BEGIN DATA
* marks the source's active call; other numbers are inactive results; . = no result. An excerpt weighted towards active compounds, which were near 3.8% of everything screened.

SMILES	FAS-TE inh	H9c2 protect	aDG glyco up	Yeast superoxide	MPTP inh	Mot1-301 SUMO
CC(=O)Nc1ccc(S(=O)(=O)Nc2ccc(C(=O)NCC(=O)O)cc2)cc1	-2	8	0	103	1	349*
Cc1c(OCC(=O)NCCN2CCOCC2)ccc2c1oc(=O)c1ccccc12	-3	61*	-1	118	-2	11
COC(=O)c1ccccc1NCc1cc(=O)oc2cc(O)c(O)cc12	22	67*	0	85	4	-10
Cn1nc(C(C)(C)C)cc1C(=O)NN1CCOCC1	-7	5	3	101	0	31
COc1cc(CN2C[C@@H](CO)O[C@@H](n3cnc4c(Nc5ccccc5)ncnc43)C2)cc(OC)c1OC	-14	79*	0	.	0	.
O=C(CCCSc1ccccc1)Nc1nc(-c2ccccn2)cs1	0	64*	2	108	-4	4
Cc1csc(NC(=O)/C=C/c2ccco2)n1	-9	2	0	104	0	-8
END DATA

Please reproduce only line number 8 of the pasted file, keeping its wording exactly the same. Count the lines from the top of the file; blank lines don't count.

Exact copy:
O=C(CCCSc1ccccc1)Nc1nc(-c2ccccn2)cs1	0	64*	2	108	-4	4